The United States had 52% of pediatric stroke cases, Canada 19%, and Germany 10%.
Of the total number of strokes, 716 (60%) occurred in boys. When they divided strokes by age, 61% occurred in male neonates and 59% in males beyond neonatal age.
When researchers looked at male predominance in stroke among preteens vs teens, they did not find a statistically significant difference. However, said Dr. Golomb, the study may have been underpowered to detect a true statistically significant male predominance in this age group.
Differences Not Fully Explained by Trauma
Further, the investigators also found boys were more likely than girls to suffer either kind of stroke subtypes — AIS (59%) and CVST (65%).
When researchers looked at stroke etiology, they found 66% of cases due to acute illness were male, 70% of cases caused by head and neck trauma were in boys, and 74% of stroke cases attributed to dissection were also in boys.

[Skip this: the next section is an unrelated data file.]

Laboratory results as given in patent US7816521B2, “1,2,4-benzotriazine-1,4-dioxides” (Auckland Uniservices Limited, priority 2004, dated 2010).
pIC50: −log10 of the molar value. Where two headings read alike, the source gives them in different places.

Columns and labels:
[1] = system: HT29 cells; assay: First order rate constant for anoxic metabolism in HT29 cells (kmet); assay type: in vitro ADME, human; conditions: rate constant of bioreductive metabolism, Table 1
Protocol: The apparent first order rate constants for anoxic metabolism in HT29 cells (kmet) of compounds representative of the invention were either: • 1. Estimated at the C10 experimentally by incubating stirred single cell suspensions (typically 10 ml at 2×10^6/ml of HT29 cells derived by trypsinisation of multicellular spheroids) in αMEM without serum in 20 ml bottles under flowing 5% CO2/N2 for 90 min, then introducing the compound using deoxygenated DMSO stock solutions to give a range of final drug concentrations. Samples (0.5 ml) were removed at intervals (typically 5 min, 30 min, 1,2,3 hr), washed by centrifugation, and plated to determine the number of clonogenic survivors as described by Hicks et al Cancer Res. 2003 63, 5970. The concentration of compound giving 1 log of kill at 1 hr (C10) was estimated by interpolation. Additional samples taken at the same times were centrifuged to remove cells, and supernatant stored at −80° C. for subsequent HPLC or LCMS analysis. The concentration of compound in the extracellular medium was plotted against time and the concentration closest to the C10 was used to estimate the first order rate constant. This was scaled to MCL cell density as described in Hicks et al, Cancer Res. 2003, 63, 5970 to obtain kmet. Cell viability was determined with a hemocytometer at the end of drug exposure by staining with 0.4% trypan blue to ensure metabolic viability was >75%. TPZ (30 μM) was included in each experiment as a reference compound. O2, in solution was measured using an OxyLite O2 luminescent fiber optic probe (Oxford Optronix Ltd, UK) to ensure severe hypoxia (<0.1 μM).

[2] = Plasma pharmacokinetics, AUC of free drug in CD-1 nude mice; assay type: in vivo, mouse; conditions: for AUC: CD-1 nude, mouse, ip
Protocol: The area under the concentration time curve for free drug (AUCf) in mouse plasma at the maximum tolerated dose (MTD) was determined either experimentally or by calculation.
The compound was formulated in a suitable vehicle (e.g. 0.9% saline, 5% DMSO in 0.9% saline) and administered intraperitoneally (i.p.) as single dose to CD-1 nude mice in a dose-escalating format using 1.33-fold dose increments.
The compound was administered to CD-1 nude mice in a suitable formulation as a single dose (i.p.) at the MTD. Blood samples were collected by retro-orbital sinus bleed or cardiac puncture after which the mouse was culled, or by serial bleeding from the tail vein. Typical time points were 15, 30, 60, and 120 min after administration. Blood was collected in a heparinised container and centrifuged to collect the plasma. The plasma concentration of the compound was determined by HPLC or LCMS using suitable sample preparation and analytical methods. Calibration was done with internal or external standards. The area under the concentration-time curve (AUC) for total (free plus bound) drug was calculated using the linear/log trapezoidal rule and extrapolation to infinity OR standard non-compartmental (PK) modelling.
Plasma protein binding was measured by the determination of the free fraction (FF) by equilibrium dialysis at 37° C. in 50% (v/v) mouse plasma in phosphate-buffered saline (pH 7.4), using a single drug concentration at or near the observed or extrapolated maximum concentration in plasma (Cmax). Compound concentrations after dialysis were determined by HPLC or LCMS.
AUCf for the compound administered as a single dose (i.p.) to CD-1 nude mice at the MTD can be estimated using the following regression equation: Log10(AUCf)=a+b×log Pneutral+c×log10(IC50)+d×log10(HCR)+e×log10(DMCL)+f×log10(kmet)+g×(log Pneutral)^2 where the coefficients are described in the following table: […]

However, said Dr. Golomb, when cases of head and neck trauma and dissection were excluded from the analysis, there was still a male predominance, suggesting that trauma does not fully explain the gender difference.
Dr. Golomb speculated that trauma may account for part of the difference because it may be more culturally acceptable for boys to participate in contact sports than it is for girls.
She added that she and her colleagues have also considered whether the predominance of stroke in newborn boys may be due to the fact that in general boys are larger than girls and may simply have a more difficult time being delivered.
However, at this point, "we haven't found a good overall explanation, and so we're still pretty perplexed as to why there's a clear male predominance [in pediatric stroke cases]," she said.
International Study Findings Confirmed
A second study, also recently released at the International Stroke Conference 2008, analyzed United States national data for pediatric hospital discharges and also found boys are more likely than girls to suffer childhood stroke.